ReviewsSinead O’Brien's refreshing mixes feel unusual in all the best ways

Sinead O’Brien's refreshing mixes feel unusual in all the best ways

Sinead O’Brien's refreshing mixes feel unusual in all the best ways

Perfume Genius – Ugly Season (Des Moines, IA)

From record to record, Michael Hadreas’s music has maintained a beauty in its ability to mesmerize through the serene and haunting all in one moment. As a truly dark, unrelenting dive into demons and harsher truths, this isn’t a Perfume Genius record for everyone, but for those who can relate, it will feel like a revelation. “Herem” is a true journey of audio, as Hadreas lures you through a fog-like haze of synth noises, beautiful harmonies, deep bass, and drops you from a ghostly melodica to a growling bassy outro. There’s a true heave in the sway and glide of the vocals on “Pop Song,” with Hadreas swaying through the mix as this ethereal guide in the glowing tones they’ve created. The dance and frantic rhythm drive of “Eye in the Wall” is a fun drive for Hadreas, with the menacing charge of its bass and sounds creating a stormy force for him to play in. “Hellbent” takes this to a pyre, as the warped tones become crushing and Hadreas’ pain hits a peak in the record to match its violent sound.

 


Moonfruits – Time Past Time (Single)  (Ottawa)

Shrinking a reflection down to a singular musical feeling, Moonfruits focus on the frustration of income inequality and how much hardship the human soul can take. To this end, the vocals and guitar command your attention in their sense of duress, and a strength to push on amidst pressure. The sweet whistles highlight the entire mood of the piece, as the entire sense of the spirit is centred in that moment, summing up the beauty and fragility of our sense of hope. Whether it’s the booming chorus drives or the more reserved ones, the whole track is so intensely in your face with its emotion that every end feels potent here. Whatever simplicity the song has on the surface, Alex Millaire delivers such a dynamic sense of volume and range in the delivery here that it carries its weight the whole way through.


Angel Olsen – Big Time (St. Louis, MO/Asheville, NC)

Taking the intimate strength of her several recent acoustic releases and reimbursing her sound in a fleshed out production, Olsen gives us her best album in some time. “All the Good Times” has an instantly vintage country pop crooner feel to it, as Olsen touches on the difficult realities of opening our hearts to love and pain, while trumpets and drums pepper the background with magical mixing. Amidst the washes of sunny keys and guitars, “Dream Thing” drops some frightening tales about Olsen and her loved ones, with the shimmering string runs letting this one feel like a true sonic experience. Olsen’s powerful voice guides the entire arrangement on “Ghost On,” letting the otherwise floaty direction of the writing feel like a singular force in the track. We get the goosebump-inducing punch on “Go Home” however as Olsen takes an already moody ballad and drops her most devastating high notes in ages, with the flight they take leaving you so amazed and concerned in one moment that it’s truly impressive. And the way the instruments all collide in this song is one-of-a-kind.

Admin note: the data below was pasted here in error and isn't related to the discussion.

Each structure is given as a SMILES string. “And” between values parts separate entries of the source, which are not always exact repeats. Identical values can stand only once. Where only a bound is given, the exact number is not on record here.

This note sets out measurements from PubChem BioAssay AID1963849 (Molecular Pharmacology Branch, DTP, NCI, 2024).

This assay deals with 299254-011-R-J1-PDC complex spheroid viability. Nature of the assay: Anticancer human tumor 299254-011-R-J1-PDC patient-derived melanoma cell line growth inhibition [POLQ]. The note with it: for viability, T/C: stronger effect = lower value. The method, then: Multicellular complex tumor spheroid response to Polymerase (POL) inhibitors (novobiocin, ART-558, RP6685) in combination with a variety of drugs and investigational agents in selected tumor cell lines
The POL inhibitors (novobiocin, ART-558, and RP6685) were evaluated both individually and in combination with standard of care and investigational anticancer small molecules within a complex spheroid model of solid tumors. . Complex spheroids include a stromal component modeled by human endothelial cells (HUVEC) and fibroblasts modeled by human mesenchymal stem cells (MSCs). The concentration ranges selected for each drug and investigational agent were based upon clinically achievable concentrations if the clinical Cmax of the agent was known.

Nikki Yanofsky – Comes Love (Single)  (Montreal)

With a jazz groove so classic it almost borders on a kind of pastiche, Nikki Yanofsky has a lot of fun on her latest single. The track goes from a slinking shadow feeling to a romping, horn-fuelled belter, with Yanofsky leaning into each side with a definite smirk. Every sax line feels sassy and riddled with a lifetime of venom, and every piano line has a little kick in its arrival. At its loudest, Yanofsky gives the track a little bit of “Big Spender,” and really gives it a musical show revue feeling.


Sinead O’Brien – Time Bend and Break the Bower (London, U.K./Dublin, Ireland)

While it’s starting to see a popular comeback, the sounds of artists maintaining the power of spoken word in pop and punk is still a wide and varied mix. Ireland’s Sinead O’Brien delivers one of the most eclectic and refreshing mixes of the category in recent memory for a record that frankly feels unusual in all the best ways. In the intense sound of “Pain is the Fashion of the Spirit” O’Brien embraces a chant-like drive, but finds a true ferocity in how she matches the mix by punctuating her lines so expressively. Somewhere between the dance-punk of Ian Dury and the loose flow of Dry Cleaning, “End of Days” is a groovy track that lets the spoken word delivery sway between counterpoint and a driving force in its bridges, in a true show of writing talent for the song’s unusual structure. You feel like you’re being drawn into the bouncing spirit of a club show during “Like Culture” as you feel the bass shake your whole body, and the guitar twitch all your fingertips, with O’Brien leading you through emotional peaks in the track’s shifting tides. Recalling a bit of CSS, “Spare for My Size, Me” has this refreshing cut in its otherwise funky electronic direction, constantly feeling like a freak-out track with a lot more bite than meets the eye.  

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